Crowe Horwath is one of the largest accounting firms in the United States. Boasting 3000 employees and a nationwide network, the company has grown quickly from its start less than 70 years ago. Today, the firm is gearing up to face a massive accounting malpractice claim filed by a former client. A trial court judge initially tossed the suit but on March 8th, the Court of Appeals of Indiana reinstated the claims.
Magic Circle Corporation went by the name Dixie Chopper. After the economic downturn in 2008, Dixie Chopper was having financial difficulties. Like many companies at the time, it struggled to keep its doors open. The company hired two turnaround experts at the close of 2008, Simon Wilson and Gary Morgan. At that same time, it also hired Crowe Horwath to perform auditing services.
Today Dixie Chopper is part of a much larger industrial conglomerate, Jacobsen / Textron. Until 2014, it remained independently owned and operated. The company is best known for making the world’s fastest lawn mowers. To this day, the company has a hardcore group of followers. Even Willie Robertson from Duck Dynasty is rumored to drive a Dixie Chopper.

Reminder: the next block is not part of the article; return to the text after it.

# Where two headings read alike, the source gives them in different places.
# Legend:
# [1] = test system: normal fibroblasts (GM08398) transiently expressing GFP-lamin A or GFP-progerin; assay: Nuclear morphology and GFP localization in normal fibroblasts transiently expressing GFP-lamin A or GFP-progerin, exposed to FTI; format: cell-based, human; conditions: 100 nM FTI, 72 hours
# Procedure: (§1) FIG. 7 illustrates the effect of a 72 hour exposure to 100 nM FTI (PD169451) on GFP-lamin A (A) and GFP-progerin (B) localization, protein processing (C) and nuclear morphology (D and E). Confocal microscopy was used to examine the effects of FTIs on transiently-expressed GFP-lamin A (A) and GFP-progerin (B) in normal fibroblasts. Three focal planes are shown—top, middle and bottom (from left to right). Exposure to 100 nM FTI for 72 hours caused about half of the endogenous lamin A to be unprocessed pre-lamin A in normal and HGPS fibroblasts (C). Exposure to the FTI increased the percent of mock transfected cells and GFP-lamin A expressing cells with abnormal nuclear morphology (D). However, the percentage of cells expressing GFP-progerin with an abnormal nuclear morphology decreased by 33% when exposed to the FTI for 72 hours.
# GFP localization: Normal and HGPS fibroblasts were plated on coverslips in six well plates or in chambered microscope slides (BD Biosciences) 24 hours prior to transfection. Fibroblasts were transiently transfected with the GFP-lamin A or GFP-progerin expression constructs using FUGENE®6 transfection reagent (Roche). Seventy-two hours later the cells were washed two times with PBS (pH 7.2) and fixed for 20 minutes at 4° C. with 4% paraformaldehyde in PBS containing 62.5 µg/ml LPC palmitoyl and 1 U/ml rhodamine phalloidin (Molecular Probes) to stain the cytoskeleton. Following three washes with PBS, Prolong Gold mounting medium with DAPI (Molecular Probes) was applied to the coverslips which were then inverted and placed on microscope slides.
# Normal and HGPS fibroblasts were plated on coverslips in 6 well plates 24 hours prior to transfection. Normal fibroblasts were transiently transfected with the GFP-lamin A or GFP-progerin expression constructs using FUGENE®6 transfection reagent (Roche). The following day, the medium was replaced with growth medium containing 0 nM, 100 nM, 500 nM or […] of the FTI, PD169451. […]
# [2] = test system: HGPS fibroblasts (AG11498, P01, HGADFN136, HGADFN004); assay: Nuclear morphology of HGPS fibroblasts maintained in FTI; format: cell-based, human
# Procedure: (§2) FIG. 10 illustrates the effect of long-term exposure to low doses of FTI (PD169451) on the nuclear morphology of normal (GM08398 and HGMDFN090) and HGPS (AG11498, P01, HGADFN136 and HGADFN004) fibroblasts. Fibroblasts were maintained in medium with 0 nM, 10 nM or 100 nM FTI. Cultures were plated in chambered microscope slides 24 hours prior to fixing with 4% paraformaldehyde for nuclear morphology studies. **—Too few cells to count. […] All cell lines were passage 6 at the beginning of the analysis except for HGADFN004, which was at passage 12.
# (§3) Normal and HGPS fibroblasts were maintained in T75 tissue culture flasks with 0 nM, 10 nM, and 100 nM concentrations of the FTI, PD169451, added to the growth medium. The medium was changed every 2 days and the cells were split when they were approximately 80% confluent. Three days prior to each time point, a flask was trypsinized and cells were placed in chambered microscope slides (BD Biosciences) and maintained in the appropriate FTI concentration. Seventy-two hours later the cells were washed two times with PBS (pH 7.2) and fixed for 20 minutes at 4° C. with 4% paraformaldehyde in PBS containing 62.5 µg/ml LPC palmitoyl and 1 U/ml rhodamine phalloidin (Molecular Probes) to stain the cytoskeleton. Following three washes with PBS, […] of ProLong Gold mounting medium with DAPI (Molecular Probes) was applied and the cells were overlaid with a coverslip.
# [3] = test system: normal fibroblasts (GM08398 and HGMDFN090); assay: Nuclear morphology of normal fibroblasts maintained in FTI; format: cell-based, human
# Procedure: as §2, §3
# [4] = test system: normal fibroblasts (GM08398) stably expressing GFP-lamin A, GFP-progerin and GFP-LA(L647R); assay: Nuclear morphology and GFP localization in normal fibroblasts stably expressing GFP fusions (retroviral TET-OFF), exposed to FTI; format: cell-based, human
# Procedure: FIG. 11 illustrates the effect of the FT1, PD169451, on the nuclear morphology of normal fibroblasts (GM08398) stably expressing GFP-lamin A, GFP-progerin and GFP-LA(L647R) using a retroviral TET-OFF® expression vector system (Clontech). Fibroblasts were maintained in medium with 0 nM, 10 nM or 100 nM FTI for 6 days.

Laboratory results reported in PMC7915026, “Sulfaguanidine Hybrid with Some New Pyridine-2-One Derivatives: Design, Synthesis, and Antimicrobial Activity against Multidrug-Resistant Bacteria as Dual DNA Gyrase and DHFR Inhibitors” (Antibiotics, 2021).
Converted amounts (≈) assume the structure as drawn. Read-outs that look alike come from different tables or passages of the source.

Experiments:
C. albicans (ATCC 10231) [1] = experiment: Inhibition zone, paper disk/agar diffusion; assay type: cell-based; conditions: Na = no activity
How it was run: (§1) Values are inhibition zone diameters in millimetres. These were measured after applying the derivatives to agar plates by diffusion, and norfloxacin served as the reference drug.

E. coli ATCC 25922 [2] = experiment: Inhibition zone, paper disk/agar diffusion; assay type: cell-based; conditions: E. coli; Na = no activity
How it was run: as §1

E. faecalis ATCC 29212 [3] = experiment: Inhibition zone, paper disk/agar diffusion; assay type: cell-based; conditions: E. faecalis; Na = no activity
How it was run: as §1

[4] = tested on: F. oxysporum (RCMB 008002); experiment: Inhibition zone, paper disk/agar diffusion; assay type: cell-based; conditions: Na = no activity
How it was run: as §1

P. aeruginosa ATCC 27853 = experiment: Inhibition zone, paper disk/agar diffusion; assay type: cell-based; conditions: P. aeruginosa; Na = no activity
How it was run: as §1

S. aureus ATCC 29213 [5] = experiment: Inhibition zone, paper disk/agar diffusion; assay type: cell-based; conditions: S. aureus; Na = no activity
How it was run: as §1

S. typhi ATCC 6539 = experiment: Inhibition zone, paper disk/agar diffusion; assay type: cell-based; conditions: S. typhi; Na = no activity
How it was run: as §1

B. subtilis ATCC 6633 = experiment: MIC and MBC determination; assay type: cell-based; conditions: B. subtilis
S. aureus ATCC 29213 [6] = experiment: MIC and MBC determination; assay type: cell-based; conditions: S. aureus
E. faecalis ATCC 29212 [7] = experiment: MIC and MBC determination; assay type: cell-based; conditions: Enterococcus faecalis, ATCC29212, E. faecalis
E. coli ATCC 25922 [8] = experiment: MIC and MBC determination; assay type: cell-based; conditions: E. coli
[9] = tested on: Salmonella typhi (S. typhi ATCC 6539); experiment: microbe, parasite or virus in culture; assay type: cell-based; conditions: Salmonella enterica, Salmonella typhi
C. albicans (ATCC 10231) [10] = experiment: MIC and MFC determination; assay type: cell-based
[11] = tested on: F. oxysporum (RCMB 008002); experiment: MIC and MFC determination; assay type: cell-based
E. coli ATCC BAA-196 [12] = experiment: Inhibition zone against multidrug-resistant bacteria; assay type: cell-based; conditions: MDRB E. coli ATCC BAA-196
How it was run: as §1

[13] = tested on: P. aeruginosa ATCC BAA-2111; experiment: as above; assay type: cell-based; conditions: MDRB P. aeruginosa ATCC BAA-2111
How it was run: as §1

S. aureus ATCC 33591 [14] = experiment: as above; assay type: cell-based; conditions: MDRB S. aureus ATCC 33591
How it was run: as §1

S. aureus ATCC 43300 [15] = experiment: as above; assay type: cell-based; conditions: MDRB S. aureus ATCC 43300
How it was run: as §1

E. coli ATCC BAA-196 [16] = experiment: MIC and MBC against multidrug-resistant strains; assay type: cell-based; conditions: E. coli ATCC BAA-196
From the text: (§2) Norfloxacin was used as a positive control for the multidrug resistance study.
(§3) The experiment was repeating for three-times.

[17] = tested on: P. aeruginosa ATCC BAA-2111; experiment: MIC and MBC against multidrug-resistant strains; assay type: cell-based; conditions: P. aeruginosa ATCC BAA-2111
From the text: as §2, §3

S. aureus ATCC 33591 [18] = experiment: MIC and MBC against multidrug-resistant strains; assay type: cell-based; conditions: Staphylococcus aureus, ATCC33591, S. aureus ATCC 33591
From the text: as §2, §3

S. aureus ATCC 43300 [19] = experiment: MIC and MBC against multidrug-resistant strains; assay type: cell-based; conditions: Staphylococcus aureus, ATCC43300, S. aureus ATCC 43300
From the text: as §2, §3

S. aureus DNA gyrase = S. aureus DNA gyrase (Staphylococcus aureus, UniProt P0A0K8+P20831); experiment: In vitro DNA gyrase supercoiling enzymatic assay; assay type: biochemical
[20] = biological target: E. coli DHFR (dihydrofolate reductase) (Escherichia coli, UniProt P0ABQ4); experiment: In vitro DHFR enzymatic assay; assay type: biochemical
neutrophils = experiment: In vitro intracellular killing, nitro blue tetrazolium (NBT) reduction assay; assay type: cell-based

According to the lawsuit filed, Wilson and Morgan mismanaged the company. They left in 2011, although Crowe Horwath stayed on as auditors until 2013.
Accounting Malpractice Claims against Crowe Horwath
The shareholder’s lawsuit claims that Wilson and Morgan’s mismanagement went on for years without being discovered. Although both men were named in the suit, the shareholders believe the deep pocket in the case is Crowe Horwath. They claim that the audit firm should have discovered the problems much earlier. They say the problems weren’t made known until 2013 when Crowe Horwath discovered a $14 million loss.
The shareholders say that by the time the loss and mismanagement was discovered in 2013, the company had fallen into dire financial straits. They claim that is why the company is today owned by Jacobsen Textron.
Many of the lawsuit claims were dismissed. These dismissed claims include those against Wilson and Morgan. There were still claims pending against Crowe Horwath, however.
In January of 2016, The accounting firm asked the trial court to dismiss the remaining claims. Those claims say that Crowe Horwath aided and abetted fraud and committed accounting malpractice.
The trial court agreed with the accounting firm and dismissed the remaining claims in June of last year. That set up the case for an appeal by Magic Circle, the former corporate owner of Dixie Choppers.